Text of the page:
Parent Participation in Child Education
Emma, an elementary school teacher with a private school in Manchester, MA, says – “Darting between home and school, the curriculum, the monthly, weekly, and daily lesson plans, AND staff meetings, we forget as teachers that we are in one of the most human-centered professions. We forget that our primary job is to make school learning an engagement between teachers, parents, school administration, and the district. She adds- “Classrooms that are seeing active participation of children during the pandemic are the ones where schools have built strong relationships with teachers and parents. The others who could not for some reason or the other, are the ones struggling with remote learning and student engagement.”
Everyone has a pandemic story to tell
Everyone, as an administrator, an educator, an institution, student, or online learning platforms have a pandemic story to tell. We all have our set of experiences since the sudden shift to remote learning in the early months of 2020. Chronicle Cloud became a star overnight when we saw a surge in the app download by teachers! Teachers were scrambling to find one online platform that could help them with note-taking, roster, assessment, grades, and that could store all data for future reference. Despite the severely compressed timeframes, Chronicle Cloud did spectacularly well! The teachers who picked up Chronicle Cloud have their archive of stories to tell!
Schools with aggressive administration are making radical organizational changes to become more human. Parents and teachers have been giving their best during the pandemic and under unexpected circumstances. 50% of the students are engaged virtually for school assignments. If a measure of a society is how well you take care of its young, then the pandemic has been an eye-opener. The students performed well even during the pandemic, where parent-teacher communication was the norm.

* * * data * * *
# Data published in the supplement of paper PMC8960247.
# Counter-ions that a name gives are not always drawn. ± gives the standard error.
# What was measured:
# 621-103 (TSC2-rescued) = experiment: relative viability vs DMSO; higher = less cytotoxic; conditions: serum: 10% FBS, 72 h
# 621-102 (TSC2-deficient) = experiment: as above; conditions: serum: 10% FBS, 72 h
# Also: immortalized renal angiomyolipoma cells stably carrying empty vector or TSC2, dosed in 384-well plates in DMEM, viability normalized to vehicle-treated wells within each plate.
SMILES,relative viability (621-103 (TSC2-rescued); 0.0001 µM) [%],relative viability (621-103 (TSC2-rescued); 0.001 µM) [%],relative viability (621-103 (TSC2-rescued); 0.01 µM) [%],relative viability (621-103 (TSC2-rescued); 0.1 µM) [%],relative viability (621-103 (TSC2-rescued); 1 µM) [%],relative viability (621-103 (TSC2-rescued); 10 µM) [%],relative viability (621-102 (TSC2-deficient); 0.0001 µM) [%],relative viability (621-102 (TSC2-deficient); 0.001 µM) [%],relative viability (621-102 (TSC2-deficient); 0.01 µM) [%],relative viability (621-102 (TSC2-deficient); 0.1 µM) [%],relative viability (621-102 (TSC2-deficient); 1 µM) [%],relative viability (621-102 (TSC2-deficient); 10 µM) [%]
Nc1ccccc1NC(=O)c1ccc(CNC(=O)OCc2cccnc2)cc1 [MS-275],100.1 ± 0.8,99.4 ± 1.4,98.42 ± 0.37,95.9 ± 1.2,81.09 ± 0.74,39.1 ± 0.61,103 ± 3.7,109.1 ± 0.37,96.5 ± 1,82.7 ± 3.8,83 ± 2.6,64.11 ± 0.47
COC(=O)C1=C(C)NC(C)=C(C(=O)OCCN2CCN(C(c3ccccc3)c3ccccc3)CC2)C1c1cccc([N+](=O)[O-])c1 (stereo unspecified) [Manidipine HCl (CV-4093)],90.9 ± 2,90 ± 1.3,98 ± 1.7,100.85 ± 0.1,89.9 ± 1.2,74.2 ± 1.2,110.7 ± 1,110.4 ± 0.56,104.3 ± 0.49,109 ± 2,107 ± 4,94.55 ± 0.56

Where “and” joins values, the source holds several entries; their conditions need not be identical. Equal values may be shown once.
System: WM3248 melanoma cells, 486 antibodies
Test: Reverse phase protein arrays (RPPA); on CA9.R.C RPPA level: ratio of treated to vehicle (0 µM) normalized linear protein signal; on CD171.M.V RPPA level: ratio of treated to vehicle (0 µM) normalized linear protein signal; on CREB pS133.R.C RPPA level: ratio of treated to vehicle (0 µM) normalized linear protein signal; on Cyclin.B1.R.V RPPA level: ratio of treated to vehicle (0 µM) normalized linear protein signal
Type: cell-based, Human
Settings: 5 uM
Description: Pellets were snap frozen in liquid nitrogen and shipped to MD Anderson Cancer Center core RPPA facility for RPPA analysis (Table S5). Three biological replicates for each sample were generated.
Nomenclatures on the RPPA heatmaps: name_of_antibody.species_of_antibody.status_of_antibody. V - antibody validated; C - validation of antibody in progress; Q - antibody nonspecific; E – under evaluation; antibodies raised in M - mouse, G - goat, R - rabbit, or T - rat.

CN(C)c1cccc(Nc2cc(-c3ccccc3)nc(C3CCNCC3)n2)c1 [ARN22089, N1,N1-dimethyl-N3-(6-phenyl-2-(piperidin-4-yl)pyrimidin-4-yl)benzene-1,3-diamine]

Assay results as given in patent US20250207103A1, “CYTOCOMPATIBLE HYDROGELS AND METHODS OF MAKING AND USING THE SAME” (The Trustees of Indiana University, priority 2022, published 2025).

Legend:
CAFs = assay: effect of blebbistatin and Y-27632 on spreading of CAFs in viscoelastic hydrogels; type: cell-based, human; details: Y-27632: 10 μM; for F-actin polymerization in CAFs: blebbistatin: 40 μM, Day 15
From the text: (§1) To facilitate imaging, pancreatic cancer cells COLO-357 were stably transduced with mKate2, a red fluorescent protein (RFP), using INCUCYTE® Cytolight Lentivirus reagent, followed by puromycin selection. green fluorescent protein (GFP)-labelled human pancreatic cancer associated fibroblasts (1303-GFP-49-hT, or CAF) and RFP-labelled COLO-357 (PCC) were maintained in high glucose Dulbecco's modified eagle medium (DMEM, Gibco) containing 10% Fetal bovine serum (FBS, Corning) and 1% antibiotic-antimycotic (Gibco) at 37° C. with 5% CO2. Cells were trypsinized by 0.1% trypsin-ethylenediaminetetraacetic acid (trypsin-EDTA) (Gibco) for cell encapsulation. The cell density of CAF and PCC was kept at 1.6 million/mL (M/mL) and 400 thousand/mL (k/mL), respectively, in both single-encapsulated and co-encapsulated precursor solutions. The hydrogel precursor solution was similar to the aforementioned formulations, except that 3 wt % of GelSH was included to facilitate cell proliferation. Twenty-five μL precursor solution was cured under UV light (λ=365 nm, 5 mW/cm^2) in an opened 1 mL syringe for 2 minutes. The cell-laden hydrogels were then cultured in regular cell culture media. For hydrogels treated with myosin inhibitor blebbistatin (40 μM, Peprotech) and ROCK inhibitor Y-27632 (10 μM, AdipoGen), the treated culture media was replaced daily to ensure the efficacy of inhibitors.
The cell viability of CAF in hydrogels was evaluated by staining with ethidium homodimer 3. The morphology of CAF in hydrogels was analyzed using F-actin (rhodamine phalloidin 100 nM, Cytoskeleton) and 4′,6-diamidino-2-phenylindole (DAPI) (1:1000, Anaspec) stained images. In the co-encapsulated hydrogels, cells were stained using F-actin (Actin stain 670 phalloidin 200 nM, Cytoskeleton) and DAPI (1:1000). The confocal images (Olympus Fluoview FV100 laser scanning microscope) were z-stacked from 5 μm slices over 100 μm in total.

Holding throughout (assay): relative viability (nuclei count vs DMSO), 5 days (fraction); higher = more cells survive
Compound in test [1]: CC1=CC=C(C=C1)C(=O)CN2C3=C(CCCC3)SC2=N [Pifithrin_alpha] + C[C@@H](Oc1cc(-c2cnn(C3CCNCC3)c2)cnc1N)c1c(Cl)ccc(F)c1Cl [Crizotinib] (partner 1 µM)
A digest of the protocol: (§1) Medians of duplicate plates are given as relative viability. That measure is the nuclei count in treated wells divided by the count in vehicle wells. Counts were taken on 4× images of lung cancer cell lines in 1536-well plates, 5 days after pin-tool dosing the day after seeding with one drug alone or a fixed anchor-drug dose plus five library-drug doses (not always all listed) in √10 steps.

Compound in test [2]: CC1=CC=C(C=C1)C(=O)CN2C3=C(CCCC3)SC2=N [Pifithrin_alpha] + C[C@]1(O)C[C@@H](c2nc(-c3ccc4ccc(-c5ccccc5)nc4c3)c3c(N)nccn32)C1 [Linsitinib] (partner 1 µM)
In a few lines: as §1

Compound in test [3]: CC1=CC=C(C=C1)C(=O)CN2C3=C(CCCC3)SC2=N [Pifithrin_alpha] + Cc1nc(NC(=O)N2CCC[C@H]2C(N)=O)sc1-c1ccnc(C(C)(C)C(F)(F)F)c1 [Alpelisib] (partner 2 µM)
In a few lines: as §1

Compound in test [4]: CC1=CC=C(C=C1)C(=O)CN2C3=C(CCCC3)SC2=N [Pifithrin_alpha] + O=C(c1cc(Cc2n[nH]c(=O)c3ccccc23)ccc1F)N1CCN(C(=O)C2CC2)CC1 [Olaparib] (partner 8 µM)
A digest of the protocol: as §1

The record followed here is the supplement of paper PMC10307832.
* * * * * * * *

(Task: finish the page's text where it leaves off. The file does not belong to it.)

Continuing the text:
We have been sweating around short-term fixes pretending that if we finish the curriculum, exert the right amount of pressure on teachers and students to achieve the yearly targets, then our job is done, and they will somehow achieve. But we should have realized this long ago – that we cannot rove around education, learning, and knowledge. Learning cannot happen by itself, and that human relationships are crucial for the learning process. In this, parent-teacher communication is the catalyst.
At one point in time, the school and the homes were defined by structural boundaries and separate spaces in four walls. But now, no more. The boundaries between the school and the home have melted and blended with each other.
The one thing the pandemic has done is that it has helped us to think about our students, their families, and the microsystems connecting the student and the school.
Learning a social process